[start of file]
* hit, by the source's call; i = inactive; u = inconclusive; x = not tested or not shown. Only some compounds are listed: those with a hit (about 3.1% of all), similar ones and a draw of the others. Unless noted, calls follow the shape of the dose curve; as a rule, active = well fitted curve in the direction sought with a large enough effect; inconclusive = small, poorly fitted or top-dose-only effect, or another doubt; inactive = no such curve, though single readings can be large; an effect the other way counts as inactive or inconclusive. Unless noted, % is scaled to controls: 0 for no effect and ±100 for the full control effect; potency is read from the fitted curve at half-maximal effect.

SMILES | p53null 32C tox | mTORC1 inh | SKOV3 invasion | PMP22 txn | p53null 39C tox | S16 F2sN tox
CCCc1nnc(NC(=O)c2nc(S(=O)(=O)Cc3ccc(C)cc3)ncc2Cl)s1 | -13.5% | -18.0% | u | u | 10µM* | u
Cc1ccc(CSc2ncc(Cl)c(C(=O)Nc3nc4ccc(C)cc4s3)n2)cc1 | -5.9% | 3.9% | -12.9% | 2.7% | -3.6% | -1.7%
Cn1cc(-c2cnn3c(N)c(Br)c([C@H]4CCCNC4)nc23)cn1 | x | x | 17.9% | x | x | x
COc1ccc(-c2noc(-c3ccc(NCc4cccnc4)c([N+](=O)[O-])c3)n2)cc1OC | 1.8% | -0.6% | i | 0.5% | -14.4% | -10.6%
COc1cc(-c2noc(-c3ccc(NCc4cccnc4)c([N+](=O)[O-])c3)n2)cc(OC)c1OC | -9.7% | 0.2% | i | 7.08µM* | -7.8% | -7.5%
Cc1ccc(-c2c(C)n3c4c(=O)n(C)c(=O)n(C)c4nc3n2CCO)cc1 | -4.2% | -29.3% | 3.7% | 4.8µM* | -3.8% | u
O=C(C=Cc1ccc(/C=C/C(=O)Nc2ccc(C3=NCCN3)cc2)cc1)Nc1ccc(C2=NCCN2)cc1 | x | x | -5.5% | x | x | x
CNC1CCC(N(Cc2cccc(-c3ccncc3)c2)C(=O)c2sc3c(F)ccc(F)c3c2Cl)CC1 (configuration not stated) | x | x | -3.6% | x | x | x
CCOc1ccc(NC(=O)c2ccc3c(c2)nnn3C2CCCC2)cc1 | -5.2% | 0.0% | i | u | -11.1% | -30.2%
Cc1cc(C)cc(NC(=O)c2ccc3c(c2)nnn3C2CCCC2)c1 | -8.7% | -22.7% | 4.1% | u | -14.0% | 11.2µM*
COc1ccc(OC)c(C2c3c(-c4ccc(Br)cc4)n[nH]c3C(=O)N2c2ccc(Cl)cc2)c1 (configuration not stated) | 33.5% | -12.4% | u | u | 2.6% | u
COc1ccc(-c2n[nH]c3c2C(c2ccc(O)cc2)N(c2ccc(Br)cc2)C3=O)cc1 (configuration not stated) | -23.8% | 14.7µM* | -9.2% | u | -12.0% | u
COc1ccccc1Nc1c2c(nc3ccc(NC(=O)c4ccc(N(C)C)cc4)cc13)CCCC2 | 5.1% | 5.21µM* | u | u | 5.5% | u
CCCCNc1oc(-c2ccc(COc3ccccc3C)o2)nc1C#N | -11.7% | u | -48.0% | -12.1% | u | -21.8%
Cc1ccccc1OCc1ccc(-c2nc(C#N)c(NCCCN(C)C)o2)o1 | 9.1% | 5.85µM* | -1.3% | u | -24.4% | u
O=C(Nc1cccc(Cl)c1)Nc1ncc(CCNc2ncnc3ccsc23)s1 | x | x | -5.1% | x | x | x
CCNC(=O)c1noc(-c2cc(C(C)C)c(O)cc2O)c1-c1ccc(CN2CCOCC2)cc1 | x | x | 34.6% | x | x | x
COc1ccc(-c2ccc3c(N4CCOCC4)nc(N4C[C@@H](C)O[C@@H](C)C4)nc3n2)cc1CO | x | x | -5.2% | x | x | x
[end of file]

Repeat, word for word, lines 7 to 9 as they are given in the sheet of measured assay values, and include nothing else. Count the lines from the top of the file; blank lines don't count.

COc1cc(-c2noc(-c3ccc(NCc4cccnc4)c([N+](=O)[O-])c3)n2)cc(OC)c1OC | -9.7% | 0.2% | i | 7.08µM* | -7.8% | -7.5%
Cc1ccc(-c2c(C)n3c4c(=O)n(C)c(=O)n(C)c4nc3n2CCO)cc1 | -4.2% | -29.3% | 3.7% | 4.8µM* | -3.8% | u
O=C(C=Cc1ccc(/C=C/C(=O)Nc2ccc(C3=NCCN3)cc2)cc1)Nc1ccc(C2=NCCN2)cc1 | x | x | -5.5% | x | x | x